The co-chairs of the President’s deficit reduction commission liked this idea. So did both the concurrent Bipartisan Policy Center Task Force and the Gang of Six Congress members who later thrashed out an abortive plan to end the debt ceiling standoff.

The chained CPI attempts to reflect consumers’ behavior in response to prices as well as prices themselves — specifically the fact that people change their buying habits when prices rise. When beef prices increase, they buy less steak and more chicken, etc.

A switch to this CPI would thus slow benefits growth. But would it accurately reflect retirees’ living costs? Apparently not.

The Bureau of Labor Statistics has been maintaining an experimental CPI for elderly Americans for about 30 years now. It’s found that the index rises somewhat faster than the CPI-W, mainly because seniors spend a greater share of their budgets on health care, housing and, to a lesser extent, heating oil.

The average gap between the indexes isn’t great for any one year, but it mounts up over time. Switch to an index that rises more slowly than the CPI-W and the gap between living costs and benefits increases.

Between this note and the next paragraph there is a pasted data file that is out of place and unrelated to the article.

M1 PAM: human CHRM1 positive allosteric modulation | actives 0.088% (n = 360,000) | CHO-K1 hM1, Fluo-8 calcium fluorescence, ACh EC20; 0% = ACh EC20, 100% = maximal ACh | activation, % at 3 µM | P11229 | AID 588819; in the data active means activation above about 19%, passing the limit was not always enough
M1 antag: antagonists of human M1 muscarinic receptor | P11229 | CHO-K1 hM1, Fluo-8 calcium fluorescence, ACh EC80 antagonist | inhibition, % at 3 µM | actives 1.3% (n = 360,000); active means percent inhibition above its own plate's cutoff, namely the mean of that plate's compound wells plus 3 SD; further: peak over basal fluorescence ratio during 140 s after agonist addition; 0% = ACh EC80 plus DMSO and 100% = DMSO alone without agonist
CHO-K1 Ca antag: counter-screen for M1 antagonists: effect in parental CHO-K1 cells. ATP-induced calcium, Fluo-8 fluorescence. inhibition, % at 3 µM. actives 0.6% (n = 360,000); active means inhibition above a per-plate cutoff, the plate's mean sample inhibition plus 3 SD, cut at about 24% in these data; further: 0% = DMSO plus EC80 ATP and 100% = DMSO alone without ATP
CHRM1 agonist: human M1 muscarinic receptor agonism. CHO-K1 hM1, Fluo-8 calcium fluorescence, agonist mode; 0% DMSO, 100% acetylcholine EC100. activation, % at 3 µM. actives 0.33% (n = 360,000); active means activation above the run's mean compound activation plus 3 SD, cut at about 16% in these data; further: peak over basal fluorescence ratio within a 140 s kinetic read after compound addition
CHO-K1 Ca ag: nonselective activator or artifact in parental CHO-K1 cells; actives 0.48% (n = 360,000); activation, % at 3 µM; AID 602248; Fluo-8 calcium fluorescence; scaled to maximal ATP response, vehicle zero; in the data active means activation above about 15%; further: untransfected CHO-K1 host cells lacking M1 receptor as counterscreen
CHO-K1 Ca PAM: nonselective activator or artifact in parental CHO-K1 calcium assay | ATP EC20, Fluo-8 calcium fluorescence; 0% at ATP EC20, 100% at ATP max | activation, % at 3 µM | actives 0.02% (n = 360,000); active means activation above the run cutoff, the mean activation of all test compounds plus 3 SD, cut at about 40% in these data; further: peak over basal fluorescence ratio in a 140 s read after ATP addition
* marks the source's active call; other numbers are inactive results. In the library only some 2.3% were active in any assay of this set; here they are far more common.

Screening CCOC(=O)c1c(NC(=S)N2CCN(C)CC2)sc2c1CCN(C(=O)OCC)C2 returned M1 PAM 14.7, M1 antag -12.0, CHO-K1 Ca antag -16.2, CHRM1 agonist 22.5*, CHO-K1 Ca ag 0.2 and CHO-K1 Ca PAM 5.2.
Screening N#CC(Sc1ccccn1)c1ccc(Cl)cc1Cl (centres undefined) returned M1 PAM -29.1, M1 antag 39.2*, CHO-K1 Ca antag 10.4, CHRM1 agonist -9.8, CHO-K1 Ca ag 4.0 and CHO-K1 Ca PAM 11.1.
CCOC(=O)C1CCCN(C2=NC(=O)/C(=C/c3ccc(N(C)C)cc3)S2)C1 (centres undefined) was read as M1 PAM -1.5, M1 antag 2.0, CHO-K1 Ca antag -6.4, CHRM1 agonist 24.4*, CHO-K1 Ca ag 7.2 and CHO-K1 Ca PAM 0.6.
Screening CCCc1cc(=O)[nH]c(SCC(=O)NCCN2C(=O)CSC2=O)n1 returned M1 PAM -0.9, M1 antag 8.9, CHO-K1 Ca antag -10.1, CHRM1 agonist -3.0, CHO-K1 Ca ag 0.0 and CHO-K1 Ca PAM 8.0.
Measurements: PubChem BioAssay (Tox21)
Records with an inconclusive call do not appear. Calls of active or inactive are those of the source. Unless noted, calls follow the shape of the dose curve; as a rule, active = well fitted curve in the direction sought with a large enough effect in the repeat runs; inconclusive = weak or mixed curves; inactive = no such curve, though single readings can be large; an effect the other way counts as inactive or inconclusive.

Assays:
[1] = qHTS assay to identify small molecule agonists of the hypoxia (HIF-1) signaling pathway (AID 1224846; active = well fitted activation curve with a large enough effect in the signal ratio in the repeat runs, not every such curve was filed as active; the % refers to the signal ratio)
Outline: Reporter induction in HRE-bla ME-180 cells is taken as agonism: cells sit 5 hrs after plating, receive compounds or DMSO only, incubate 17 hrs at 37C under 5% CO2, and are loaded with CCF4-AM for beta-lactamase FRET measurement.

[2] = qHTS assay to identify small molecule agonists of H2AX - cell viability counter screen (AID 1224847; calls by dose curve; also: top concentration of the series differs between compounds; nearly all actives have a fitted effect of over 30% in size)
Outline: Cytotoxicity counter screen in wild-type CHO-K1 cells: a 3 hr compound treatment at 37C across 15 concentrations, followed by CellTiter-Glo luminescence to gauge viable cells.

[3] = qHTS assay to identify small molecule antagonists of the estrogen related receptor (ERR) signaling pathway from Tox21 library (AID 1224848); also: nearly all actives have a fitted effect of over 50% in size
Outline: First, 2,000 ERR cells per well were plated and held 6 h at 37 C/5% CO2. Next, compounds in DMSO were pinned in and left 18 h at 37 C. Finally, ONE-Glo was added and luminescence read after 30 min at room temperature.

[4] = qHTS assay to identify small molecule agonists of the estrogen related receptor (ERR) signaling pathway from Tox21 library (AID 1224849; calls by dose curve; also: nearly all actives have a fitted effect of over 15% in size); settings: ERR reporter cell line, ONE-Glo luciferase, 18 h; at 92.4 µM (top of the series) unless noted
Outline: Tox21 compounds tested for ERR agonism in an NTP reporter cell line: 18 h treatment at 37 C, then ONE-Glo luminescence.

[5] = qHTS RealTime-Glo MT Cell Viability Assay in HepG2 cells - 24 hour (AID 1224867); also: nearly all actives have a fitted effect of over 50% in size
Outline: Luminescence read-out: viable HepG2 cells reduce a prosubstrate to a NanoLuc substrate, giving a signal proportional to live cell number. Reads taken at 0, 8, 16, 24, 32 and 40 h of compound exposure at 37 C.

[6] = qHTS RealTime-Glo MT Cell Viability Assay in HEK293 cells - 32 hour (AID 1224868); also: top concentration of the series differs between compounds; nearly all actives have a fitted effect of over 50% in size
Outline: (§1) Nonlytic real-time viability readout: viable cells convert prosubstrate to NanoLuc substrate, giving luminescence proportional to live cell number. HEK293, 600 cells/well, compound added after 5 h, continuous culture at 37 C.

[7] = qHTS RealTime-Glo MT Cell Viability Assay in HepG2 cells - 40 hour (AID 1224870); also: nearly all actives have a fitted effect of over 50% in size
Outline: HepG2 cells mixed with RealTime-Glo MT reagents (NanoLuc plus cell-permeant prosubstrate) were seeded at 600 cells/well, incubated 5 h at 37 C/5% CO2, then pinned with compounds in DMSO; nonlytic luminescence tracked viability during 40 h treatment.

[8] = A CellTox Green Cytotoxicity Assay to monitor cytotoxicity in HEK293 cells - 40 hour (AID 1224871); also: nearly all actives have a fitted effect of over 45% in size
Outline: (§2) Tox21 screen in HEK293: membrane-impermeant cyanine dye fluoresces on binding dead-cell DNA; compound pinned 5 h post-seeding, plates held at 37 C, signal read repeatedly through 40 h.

So we’ve got objections to this, objections to that. Yet everyone agrees that Social Security needs some sort of fix. And the sooner it’s made, the less drastic it will have to be.

There’s another obvious fix. Scrap the cap, as it’s commonly referred to. In other words, subject all earnings to the payroll tax rather than give a free pass to everything over a fixed amount.

The cap is adjusted annually, using yet another CPI, but nothing’s been done since 1983 to capture the increasing amount of income flowing to a relatively small number of high-earners.

As a result, the tax has become more regressive. And the Trust Fund is losing revenues that could help it stay solvent — perhaps for 75 years, the Strengthen Social Security coalition says.

Scrapping the cap alone won’t solve the problem, however.

If that’s all that’s done, then the extra revenues gained would ultimately get paid out in higher benefits because, at this point, benefits are based partly on lifetime income subject to the payroll tax.

But one could adjust the formula so that contributions above the current cap didn’t count toward benefits — or did, but only partially, as Congressman Ted Deutsch (D-FL) has proposed.

Seems to me a whole lot fairer to lift the cap than to force people in their late 60s to continue working — or fall into poverty because they can’t get work if they lose their jobs.

Also fairer than reducing benefits across-the-board when we know — or ought to — that a large majority of seniors would be hard put to pay for basic living costs, as about one in six are even now.

* A recent brief by the Economic Policy Institute addresses in detail other arguments against raising the retirement age. Heavily sourced for those who want to plunge in even further.